NEWS RELEASE

August 25, 2004

For immediate release

ANGERED VOTERS LOOK TO GRANGE TO ESTABLISH NEW PRIMARY

It's not surprising that the Secretary of State is receiving thousands of phone calls from angry voters. The party nominating primary created by Governor Locke at the urging of the political party bosses prevents independent-minded voters from voting for all of the candidates they would normally support in a primary.

The Washington State Grange's Initiative Measure 872 (dubbed the "People's Choice" initiative) would restore the right of voters to support any candidate from any party in the primary.

The Grange, like the Secretary of State, has been flooded with calls from angry voters inquiring about the changes made to primary election law in the last year. The new system, often referred to as the "Montana-style" primary, will force voters to vote a straight party ticket for the first time in nearly 70 years.

"The voters are telling us that they are upset," said Grange President Terry Hunt. "We're concerned that many of them will not vote if they have to pick a party ballot.

"All we can do is provide them with information and let them know that they will have to opportunity to change the system in November by voting for the ‘People's Choice' initiative."

If passed, I-872 will establish a qualifying, or "top-two", primary in which the two candidates with the most votes in a primary will advance to the general election, regardless of what party they belong to. Voters will be able to select any candidate for any office, without limitation based on political party.

"I-872 preserves the key elements of the old blanket primary system," continued Hunt. "We actually liked the old system more, but the political parties and the government made sure that we couldn't use that system anymore. We believe the top-two is just as effective, because it gives the individual voters freedom at every stage of the political process."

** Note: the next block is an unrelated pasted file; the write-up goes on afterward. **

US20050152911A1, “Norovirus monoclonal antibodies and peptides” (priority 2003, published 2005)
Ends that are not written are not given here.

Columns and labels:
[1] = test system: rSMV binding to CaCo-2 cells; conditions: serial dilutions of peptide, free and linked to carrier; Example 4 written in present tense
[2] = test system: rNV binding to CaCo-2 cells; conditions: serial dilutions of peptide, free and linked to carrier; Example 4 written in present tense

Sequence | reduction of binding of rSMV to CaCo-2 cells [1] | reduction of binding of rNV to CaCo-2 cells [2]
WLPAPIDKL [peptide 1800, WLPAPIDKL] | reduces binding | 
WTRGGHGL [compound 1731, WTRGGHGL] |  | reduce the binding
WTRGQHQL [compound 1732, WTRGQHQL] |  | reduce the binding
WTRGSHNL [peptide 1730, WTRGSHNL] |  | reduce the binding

The initiative, despite showing a strong 64 percent approval rating in a July poll conducted by Stuart Elway, has come under criticism from opponents recently. The opposition's contention is that I-872 will reduce voter choice in the general election.

"Our initiative will actually give the people more choices across the board. It is the responsibility of the voter to participate in the primary. If the voter participates, the voter has complete choice in deciding the outcome, which leads to a highly-representative slate of candidates in the general election."

According to Hunt, opponents of I-872 have perpetuated a myth that there will be a widespread occurrence to two candidates from the same party ending up on the general election ballot.

"This is simply not true," continued Hunt. "And we have the figures to back it up."

A recent study conducted by the Secretary of State's office regarding legislative and congressional elections over the last ten years indicated that this scenario would have occurred in only 3-4 percent of the races had they been run under a top-two system. And the bulk of those races took place in "safe" districts where candidates were running largely unopposed.

"In reality, had the top-two system been in place, candidates in those safe districts would have had to compete more than they do now," said Hunt. "This would have been especially beneficial to third party candidates, who would then only need to get the second highest number of votes to advance to the general election. This actually gives the voters more choices, not fewer."

The opposition has also stated that the third parties will be eliminated under the top-two. "The reality is that the top-two system is the only hope for the survival of the third parties," said Hunt. "The current system is going to solidify the power of the major political parties, because no one wants to vote a straight party ticket if the third party is only running candidates in a few of the offices on the ballot. The Montana system will be especially harmful to the Libertarian party, for example."

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For more information, contact David Burr, Communications Director, (360) 943-9911.